Saturday, September 14, 2013

Headed for Africa! Sorry, Mom

This is a screenshot from TIA Adventures website. TIA means This Is Africa. PK and I are going on a safari with this company that includes a night or two "bush" camping. Will we hear the lions roar? Maybe. Will we be nervous? Probably. But as the homepage of TIA's website quotes Helen Keller,
Life is either a daring adventure or nothing.
The countdown is on. Well, actually, it has BEEN on for a couple years. But now that the tickets are purchased, the itinerary is established and our (PK's and my) dream trip to Africa is imminent, we're watching the clock, obsessing about packing, and scurrying to corral the garden into jars and the freezer without killing ourselves or each other. That's the two of us.

Me? I'm also skirting the edges of guilt about leaving my mother.

She's  a healthy 97 and lives in assisted living one mile away. She keeps forgetting that I'm leaving. I have told her at least 50 times. Our initial plan was to travel last February. She asked how long before I would leave.  I told her it was eight months. She said—and I'm not making this up—Oh, that's OK. I'll be dead by then.

As if it wouldn't be OK if she wasn't dead?

Today, when I told her for the umpteenth time about our imminent departure, she expressed horror that I was going to Africa, because, Aren't there a lot of black people? What about the lions and tigers?Don't stick your leg outside the bed or something will chew on you!! How long will you be gone?

Twenty-five days, I told her. She grimaced. Grimaced.
Oh, well, when you get back and I'm not here, you'll know where you can find me, she said. The cemetery!

I laughed. Because it is laughable. And what else could I do?
Not go?

My mother never understood the part of me that wanted to GO. Never, although going has been a mostly unfulfilled part of me, she cannot relate. But really, does she need to? Is it odd, and also pathetic, that as a person nearing age 70, I am worrying about what my mother thinks?

I didn't worry about that for most of my life. But now is different. It isn't so much what she thinks, but what she feels. I know that I'm important in relieving the boredom of her long days in assisted living. I also know she's well cared for, safe, and, for at least part of each day, entertained.

I've spent many hours struggling with this dilemma, which has, of course, another side.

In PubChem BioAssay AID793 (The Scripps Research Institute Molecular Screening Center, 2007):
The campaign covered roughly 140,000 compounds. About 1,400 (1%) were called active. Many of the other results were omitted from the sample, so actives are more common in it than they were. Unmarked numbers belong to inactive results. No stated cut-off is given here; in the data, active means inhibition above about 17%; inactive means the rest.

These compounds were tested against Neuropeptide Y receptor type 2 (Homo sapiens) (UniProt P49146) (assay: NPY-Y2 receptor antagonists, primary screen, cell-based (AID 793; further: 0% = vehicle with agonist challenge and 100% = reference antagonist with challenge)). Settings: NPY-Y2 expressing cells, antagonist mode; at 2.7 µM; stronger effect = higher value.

That would be the side of my understanding husband of going on 40 years, PK, who is hot to travel the world. He retired in 2008, the year we brought my mom to Oregon from Minnesota. He's raring to go and he'll go without me. He has. I don't like it, but I understand. I don't hold it against him.

I think I'm near the end of working through this, balancing my needs against my mother's, my husband's needs against my torn allegiance.

I have to go with him. While we're both still healthy. While we have the resources. I've explained repeatedly to my mother (who I expect to live to 100 and beyond)that I love her and admire her spirit more than ever, but that my primary relationship is with PK.

Next week PK and I are headed for South Africa and then on to Uganda. Twenty-five days total. Hardly a blip in a lifetime, especially if you're about to turn 98. Or even if you're edging uncomfortably close to 70. I can't wait to experience the places and meet the wonderful people in a world that our son Chris has opened to us. His friends and admirers will be "catching us" on a new-to-us exotic continent.

Before we know it, we'll be back home to "ordinary life" but, no doubt, itching for the next adventure, even if it's just driving the Four Wheel Camper south during the winter rains. Mom, you will have to get used to this.

I'll think about my mother every day, and send messages for her caregivers to relay about my adventures. I can't imagine that, given a sound mind, she would deny me.

NOTE: My wonderful daughter-in-law, a long-term care ombudsman, assures me my dilemma is not at all uncommon. As longevity increases and many people are living well into their 90s, their children, also aging, are caught between what they want and what their parent wants or expects. It isn't easy.

P.S. I won't be posting blogs from Africa, but I bought a New Camera! and a Moleskine notebook in which to jot notes, and I am excited to share 
images and words about a world so distant from my own.


Saturday, September 7, 2013

Beloved Birkenstocks Bite the Dust

My elderly Birkenstocks, age 36+, were recently put to rest after a remembrance ceremony. Yes, friends, I threw them into the trash and the garbage truck hauled them to the landfill.
My other Birks got together for a send-off. I forgot to add the ones I was wearing, a black three-strap pair with brand new soles. Only about 12 years old, as are all the others except for the tan fat-strapped units on the right.  They look mature, but are less than a year in my possession.
One year down, 36 to go. 
I wore my first Birkenstocks for nearly 37 years. I can't recall how many times I had them resoled, and the shoe bed was replaced once, or maybe twice. When PK and I traveled to Italy for a bicycling trip, they were my only shoes, in addition to cycling shoes. Several days of that adventure were spent hot-footing along Italian streets, 10 miles a day, at least. These Birks also carried me down the Rogue River trail for 20-some miles after my official hiking shoes produced a huge blister and rubbed a toenail off. I have worn Birkenstocks to death and have never suffered a blister, corn, bunion, ingrown toenail, plantar wart, toenail fungus or feet-that-failed-me on their account.